It’s too soon to know what Donald Trump’s shocking election victory means for U.S. Middle East policy. Trump has offered few coherent ideas on the region until now and the identities of key officials are unknown. This makes his regional objectives something of a blank slate.
However, as Perry Cammack noted yesterday, some key themes seem likely to shape his initial policy. Without minimizing the probable cataclysmic effects Trump will have across most domestic and foreign policy areas, there are reasons to believe that the Middle East may be one place where, surprisingly, he has the least impact.
In Syria, he seems unlikely to intervene against the regime of President Bashar al-Assad, whatever its transgressions. Trump has frequently expressed skepticism about the intentions of the Syrian rebels and sharply criticized Hillary Clinton’s support for the establishment of a no-fly zone. That, combined with his seeming comfort with Russia, increases the chances that Trump will not support the idea of humanitarian intervention against the Syrian regime.
While he may well face significant pressure to intervene from the foreign policy community (and even from his own vice president), for now it appears that the American escalation in Syria, which virtually everyone expected, will probably not come. That means that something akin to the status quo could persist—which would not have been the case with a President Clinton. For those who believed that limited intervention would have made little positive difference anyway, instead paving the way towards even greater embroilment, that the U.S. isn’t going into Syria seems to be the one silver lining of this election.
Trump also seems unlikely to change much in the U.S.-led campaign against the Islamic State in Syria and Iraq. He will quickly recognize that the campaign is going quite well, especially in Iraq. And he will be happy to take credit for the fall of Mosul and Raqqa, if they occur after his inauguration.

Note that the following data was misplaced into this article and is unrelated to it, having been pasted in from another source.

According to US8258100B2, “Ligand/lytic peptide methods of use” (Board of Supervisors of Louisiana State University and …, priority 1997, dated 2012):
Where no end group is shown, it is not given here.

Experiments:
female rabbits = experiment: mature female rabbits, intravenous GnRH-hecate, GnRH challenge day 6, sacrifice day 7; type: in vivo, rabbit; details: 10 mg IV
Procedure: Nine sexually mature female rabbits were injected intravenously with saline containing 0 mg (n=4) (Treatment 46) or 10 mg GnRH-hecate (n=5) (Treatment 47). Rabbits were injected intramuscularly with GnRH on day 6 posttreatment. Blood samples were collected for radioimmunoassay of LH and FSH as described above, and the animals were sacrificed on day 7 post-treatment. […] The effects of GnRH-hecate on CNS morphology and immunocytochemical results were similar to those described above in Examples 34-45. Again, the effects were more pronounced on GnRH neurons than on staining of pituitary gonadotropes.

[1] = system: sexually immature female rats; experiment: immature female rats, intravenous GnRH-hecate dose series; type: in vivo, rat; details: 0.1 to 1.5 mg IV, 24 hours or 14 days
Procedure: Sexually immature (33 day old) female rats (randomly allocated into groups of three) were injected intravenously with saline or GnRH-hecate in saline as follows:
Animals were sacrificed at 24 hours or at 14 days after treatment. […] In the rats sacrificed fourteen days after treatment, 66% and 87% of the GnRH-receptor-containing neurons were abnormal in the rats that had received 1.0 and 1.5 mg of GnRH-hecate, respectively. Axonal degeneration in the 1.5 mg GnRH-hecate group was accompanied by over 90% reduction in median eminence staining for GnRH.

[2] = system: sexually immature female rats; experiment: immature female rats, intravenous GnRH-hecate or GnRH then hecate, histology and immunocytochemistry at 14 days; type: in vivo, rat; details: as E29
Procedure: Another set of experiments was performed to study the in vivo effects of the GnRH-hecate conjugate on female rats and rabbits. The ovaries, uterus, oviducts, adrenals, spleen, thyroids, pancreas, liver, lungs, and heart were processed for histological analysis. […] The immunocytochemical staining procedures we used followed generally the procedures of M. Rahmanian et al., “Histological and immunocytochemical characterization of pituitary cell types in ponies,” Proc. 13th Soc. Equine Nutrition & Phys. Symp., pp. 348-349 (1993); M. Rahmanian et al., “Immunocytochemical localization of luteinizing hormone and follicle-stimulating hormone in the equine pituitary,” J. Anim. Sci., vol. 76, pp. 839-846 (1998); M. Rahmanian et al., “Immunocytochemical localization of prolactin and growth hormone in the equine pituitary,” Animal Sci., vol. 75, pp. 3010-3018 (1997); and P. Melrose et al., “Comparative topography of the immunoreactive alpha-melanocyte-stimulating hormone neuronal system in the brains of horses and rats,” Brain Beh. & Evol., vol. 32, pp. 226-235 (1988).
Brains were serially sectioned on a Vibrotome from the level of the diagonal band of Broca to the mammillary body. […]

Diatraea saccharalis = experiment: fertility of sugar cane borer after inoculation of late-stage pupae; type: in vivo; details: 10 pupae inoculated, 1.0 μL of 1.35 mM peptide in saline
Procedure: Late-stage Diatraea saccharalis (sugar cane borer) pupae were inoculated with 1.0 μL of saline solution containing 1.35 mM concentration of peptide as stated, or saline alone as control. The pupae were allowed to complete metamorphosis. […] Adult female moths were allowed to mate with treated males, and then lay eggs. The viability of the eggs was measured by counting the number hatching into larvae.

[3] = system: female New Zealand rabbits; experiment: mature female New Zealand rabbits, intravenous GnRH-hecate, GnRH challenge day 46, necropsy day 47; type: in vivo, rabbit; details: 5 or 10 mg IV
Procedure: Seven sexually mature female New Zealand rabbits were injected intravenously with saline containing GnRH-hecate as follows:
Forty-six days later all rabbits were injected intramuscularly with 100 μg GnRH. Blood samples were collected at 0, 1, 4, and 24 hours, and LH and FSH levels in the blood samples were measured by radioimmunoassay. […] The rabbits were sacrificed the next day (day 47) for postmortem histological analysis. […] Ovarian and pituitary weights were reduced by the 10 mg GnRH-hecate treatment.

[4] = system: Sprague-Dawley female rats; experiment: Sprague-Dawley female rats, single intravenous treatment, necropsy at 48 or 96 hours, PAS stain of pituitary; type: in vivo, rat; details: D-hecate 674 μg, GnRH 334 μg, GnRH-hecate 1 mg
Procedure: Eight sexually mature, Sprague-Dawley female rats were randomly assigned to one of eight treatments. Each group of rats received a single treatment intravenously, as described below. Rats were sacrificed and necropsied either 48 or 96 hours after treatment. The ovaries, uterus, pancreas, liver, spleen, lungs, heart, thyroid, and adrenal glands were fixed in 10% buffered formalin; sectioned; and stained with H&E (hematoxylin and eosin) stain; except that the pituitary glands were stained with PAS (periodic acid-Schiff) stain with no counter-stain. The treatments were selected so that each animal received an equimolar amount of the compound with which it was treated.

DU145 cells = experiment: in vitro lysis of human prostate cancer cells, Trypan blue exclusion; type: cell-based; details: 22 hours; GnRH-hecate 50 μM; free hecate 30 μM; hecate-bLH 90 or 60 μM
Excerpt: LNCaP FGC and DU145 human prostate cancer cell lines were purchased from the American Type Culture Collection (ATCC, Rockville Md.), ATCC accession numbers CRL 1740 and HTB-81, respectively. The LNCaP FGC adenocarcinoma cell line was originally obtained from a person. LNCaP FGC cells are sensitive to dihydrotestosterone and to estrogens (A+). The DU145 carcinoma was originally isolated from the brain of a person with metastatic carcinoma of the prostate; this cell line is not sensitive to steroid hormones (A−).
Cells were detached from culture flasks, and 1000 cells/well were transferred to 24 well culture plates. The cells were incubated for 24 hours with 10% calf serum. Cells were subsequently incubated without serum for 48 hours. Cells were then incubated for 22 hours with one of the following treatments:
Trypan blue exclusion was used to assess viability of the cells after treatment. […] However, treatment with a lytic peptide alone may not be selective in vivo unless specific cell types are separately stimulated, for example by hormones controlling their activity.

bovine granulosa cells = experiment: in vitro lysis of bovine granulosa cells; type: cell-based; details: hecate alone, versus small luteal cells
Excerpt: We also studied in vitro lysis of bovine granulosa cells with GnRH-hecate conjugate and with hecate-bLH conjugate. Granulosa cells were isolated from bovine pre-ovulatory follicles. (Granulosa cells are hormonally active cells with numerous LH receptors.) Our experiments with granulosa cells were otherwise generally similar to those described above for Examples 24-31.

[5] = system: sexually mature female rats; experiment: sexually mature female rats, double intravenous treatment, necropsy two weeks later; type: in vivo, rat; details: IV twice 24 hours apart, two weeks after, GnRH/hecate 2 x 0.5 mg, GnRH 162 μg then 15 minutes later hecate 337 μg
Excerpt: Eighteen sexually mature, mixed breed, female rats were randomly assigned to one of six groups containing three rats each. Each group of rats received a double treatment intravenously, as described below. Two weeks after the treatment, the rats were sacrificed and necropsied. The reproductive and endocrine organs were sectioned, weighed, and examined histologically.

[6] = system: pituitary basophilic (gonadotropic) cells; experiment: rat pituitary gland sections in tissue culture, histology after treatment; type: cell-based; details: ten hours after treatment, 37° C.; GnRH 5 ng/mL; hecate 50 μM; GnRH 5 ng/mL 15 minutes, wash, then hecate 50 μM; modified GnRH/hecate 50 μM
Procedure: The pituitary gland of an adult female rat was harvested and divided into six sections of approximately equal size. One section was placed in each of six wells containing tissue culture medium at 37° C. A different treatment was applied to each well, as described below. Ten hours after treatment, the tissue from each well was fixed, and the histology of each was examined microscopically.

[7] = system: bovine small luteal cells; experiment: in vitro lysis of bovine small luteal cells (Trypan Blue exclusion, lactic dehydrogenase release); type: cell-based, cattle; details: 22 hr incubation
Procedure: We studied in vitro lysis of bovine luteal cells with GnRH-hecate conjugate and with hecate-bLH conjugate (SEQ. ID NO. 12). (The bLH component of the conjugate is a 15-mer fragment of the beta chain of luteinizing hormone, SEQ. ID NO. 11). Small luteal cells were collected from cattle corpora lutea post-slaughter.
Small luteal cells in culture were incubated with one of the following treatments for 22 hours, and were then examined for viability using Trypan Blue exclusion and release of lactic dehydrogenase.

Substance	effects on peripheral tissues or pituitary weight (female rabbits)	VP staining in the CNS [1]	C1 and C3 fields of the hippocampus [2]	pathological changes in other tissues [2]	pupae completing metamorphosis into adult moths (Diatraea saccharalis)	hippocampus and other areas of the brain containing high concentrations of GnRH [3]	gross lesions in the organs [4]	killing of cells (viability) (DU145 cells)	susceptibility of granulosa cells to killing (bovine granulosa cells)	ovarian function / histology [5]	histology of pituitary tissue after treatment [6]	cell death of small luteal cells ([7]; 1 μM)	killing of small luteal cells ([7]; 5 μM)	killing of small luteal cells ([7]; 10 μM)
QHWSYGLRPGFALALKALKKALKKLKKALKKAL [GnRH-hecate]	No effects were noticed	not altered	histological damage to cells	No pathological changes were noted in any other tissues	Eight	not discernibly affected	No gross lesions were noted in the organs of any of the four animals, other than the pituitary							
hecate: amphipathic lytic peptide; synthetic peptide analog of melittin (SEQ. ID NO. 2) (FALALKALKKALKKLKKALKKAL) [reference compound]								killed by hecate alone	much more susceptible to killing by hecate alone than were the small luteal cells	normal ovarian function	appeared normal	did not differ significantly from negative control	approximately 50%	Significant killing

It would be disruptive if Trump acts on his oft-repeated criticism of the Iran nuclear deal. It seems plausible, at least, that his views will change once he is fully briefed about the real benefits of the deal and the costs of trashing it, with sanctions unlikely to be restored. Rather than tearing up the accord with nothing to replace it, Trump may well settle for loud noises about renegotiation. This is one of the hardest issues to really judge in advance.
That’s where the good news ends, though. Barring some significant change in his orientation, Trump will probably continue to voice extreme views about “radical Islam” which will promote narratives about clashing civilizations, which can only enhance the appeal of jihadi groups. Disinterest in addressing wars such as those in Yemen and Libya will ensure new havens for jihadis fleeing the Islamic State’s broken caliphate. Trump’s very crude understanding of the complex strands in today’s Islamist world, including the fever swamp of conspiracy theories about the Muslim Brotherhood in his political base, will make effective policy more difficult.
Trump’s caustic words about Saudi Arabia and his frequently voiced demands that allies carry a greater share of the burden may signal new tensions in regional alliances, but that too may be quickly set aside. America’s Middle Eastern allies might worry about Trump’s scornful words, erratic behavior, anti-Islamic views, and transactional view of alliances. But he is likely to get along well enough with the region’s anti-democratic strongmen. It is no surprise that Egypt’s President Abdel Fattah al-Sisi was one of the first world leaders to call the president-elect. Trump’s avowed admiration for strong autocratic leaders, his hawkish views on Iran, his skepticism about Arab democracy and mainstream Islamists, and the fact that he will prioritize counterterrorism will please many of the region’s autocrats immensely. However, reformers, civil society groups, activists, and those seeking greater freedoms are in for a rough ride.
Whatever Trump plans to do in the Middle East is unlikely to survive contact with reality. George W. Bush promised a humble foreign policy and soon found himself trying to transform the region by force. Barack Obama promised to get out of Iraq and reset relations with the Muslim world, only to be dragged back into Iraq, as well as Syria, by the Islamic State. Trump will face a region afflicted by multiple wars, massive refugee flows, and a profound crisis of governance for which the U.S. presidential campaign did little to prepare him.
Trump will have great freedom to pursue his preferred policies in his first few months in office, at least, but will soon encounter new crises and resistance from all quarters. This will pull his policy in directions very different than the ones he expected.